And when Mama introduced Joey to people, she would say, This is Joey, my oldest son. Ever since Papa had died, Joey had become more and more important in this family. He was thirteen. He locked the doors and closed the shutters at night. He kept the coal scuttles filled and he took care of the stoves. Joey, the oldest son.

But when Mama introduced Jane, she just said, This is Jane. Because Mama had not figured out that Jane was the middle Moffat. Nobody had figured that out but Jane.

Yes. This is Jane, the middle Moffat, Jane repeated out loud, addressing nobody in particular, though Catherine-the-cat gave her an inquiring glance and paused with her front paw on a grasshopper.

Why, even Catherine was called Catherine-the-cat. Never just Catherine. And the sewing figure which the Moffats called Madame was usually referred to as Madame-the-bust. Jane should be called Jane, the middle Moffat. It sounded good.

Jane wound a strip of bright red cloth around her crochet hook. The middle of other things was good, too, she thought. The middle of a sandwich and the middle of a pie. The middle of the night, when exciting things happened in books. The middle of the day, lunchtime. The Middle Ages, though what they were Jane was not certain.

Ouch! Jane’s back was getting stiff. She stretched and then settled herself comfortably against the elm tree again. If someone came walking along Ashbellows Place and asked her who she was, she was going to say, I’m Jane, the middle Moffat. If it sounded as good to others as it did to her, she would ask Mama to introduce her that way to the ladies who came to try on.

The Moffats had not been living on this street very long, and everybody didn’t know them yet. Very likely there were lots of people who would like to know who this girl was, sitting under this tree, how old she was, and what room she was in in school. Natural to want to know. She remembered when a family moved to New Dollar Street, where the Moffats used to live, she would want to know the same things when she saw a strange girl.

Jane looked down the street, hoping someone would come along. Ah! Here came a girl around the corner from Pleasant Street, pulling a little boy in a red tin express wagon. The girl kept her eye on Jane all the way up the street. She walked very slowly. Jane could see that the girl was wondering who she was. Jane raised her head and gave her an expectant and encouraging look, but waited for the girl to speak first.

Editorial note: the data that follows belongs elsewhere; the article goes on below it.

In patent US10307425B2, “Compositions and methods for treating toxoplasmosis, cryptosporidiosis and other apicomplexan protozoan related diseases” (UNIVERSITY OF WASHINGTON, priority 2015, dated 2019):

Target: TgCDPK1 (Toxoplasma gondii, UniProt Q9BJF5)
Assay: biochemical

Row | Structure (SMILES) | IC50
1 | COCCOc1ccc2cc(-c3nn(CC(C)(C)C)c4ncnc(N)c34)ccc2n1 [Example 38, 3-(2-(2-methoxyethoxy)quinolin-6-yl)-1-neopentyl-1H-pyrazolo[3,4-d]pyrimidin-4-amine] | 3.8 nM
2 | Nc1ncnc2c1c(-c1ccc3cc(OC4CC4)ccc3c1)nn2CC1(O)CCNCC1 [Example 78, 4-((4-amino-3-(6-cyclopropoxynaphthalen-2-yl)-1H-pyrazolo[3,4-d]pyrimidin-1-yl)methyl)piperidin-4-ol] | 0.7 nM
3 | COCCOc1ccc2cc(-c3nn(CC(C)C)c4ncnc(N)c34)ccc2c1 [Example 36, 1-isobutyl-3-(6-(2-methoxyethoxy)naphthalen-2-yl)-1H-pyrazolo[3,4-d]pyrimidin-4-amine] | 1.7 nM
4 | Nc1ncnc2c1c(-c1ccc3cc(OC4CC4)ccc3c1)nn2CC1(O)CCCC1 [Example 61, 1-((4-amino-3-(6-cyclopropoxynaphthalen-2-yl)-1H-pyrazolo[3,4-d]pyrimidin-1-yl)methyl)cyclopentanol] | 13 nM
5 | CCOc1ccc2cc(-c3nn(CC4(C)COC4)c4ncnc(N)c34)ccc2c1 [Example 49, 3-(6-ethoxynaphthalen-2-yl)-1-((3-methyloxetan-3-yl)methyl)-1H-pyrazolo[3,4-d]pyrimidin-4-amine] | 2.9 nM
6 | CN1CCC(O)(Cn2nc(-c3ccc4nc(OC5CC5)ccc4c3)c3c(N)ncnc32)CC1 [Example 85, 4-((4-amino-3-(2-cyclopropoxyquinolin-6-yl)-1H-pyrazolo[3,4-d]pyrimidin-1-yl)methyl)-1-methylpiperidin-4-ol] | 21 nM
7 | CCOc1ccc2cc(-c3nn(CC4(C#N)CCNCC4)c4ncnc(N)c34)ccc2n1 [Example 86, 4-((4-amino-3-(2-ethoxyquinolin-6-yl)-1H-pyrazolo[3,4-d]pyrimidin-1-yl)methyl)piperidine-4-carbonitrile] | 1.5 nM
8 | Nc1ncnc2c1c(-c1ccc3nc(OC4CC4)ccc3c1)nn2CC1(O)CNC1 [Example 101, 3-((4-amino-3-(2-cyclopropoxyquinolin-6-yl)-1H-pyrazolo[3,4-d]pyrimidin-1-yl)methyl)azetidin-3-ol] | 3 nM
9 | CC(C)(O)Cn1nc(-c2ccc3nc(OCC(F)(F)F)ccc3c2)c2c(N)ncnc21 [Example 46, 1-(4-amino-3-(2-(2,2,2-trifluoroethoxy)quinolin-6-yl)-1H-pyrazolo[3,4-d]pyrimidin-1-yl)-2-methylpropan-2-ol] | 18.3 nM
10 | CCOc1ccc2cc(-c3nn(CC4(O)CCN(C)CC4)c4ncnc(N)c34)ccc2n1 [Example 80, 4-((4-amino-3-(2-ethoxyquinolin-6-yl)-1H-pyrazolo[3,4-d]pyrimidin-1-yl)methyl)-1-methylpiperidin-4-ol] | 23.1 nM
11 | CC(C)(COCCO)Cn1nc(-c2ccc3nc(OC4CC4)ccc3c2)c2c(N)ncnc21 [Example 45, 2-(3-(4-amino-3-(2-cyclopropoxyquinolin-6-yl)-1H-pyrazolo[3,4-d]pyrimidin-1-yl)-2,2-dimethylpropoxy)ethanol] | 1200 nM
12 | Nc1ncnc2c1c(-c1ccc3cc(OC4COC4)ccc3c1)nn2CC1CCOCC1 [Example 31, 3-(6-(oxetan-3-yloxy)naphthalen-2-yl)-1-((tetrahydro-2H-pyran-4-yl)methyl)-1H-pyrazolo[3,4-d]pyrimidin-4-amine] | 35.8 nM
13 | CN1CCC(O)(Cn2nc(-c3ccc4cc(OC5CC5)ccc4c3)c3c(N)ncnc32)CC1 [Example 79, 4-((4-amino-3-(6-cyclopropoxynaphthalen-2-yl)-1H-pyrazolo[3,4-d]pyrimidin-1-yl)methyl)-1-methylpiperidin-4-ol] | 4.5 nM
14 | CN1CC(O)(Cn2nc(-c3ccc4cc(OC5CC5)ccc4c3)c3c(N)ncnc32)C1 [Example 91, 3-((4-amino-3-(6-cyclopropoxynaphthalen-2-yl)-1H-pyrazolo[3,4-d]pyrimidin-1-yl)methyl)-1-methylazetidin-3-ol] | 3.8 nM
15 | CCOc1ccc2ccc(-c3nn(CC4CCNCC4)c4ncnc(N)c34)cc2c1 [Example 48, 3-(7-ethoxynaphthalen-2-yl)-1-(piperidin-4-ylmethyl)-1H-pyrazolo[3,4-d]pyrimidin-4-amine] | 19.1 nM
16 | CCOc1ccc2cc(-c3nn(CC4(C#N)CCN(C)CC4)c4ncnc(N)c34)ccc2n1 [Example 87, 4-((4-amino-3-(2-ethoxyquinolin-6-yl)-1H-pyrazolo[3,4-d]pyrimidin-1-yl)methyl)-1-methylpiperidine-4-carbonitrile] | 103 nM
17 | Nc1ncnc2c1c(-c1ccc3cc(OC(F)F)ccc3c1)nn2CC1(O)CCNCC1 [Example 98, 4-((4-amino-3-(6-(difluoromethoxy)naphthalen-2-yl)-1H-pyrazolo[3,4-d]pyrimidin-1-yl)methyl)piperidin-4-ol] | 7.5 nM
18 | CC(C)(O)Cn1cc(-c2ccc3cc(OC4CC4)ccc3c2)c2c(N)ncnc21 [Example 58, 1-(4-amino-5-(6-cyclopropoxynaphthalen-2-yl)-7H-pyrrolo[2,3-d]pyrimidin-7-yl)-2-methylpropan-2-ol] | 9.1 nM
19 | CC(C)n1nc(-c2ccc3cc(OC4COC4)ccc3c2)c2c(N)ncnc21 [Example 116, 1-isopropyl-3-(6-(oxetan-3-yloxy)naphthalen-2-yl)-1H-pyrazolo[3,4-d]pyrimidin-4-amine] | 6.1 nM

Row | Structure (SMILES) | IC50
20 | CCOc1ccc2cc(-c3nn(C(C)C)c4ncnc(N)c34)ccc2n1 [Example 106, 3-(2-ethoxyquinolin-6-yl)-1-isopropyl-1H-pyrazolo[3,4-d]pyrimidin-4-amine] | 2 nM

She didn’t though. She drew up beside Jane. She and the little boy were licking pink lollipops. They watched Jane but said nothing.

Well, thought Jane, if she doesn’t ask me, I’ll have to ask her.

What’s your name? she said.

Clara Pringle. This is my brother. Brud, we call him.

Oh . . . said Jane. Now you ask me, she thought.

And after watching Jane for a while in silence, Clara did ask her.

What’s your name? she finally asked. Jane was relieved. Now she could say it.

I’m Jane, the middle Moffat, she said.

Clara’s only response to this was a prolonged stare. Then she started to back up the street. She pulled Brud along the sidewalk backward so she could watch Jane. She watched Jane all the way up the street, even forgetting her lollipop. So did Brud. In fact, they watched so hard Brud nearly fell out of his wagon when Clara stumbled over a root that jutted up under the sidewalk. When they reached the corner, they stopped and watched Jane some more. Then slowly they disappeared from sight around Pleasant Street. As they disappeared from sight, Jane suddenly shouted after them:

Jane, the middle Moffat!

This caused the two Pringles to return to the corner (they really had not gone very far) and to sit in their express wagon, where they watched Jane for a long, long time.

Jane wondered what was the matter. Didn’t they like the sound of middle Moffat? However, you couldn’t tell with just one person. She would try it on somebody else.

Where were all the other neighbors? My, this was a quiet street. It was a little short street, and it didn’t have any other children on it at all. Just the Moffats. Some children might move into the big house which had just been built next door. And of course there were two girls, named Nancy and Beatrice Stokes, who lived in the big house in back of the Moffats. But right now they were still away on their vacation. Jane wished they’d come back.

But at last here came somebody else. It was the letter man! He hadn’t brought the Moffats one single letter since they’d lived here. Perhaps he didn’t know there was a house here. The Moffats’ house was set so far back from the street, he might never have noticed it. Their front porch began where other people’s back porch ended. The letterman might have the idea that their lawn was just a nice little park or even an empty lot!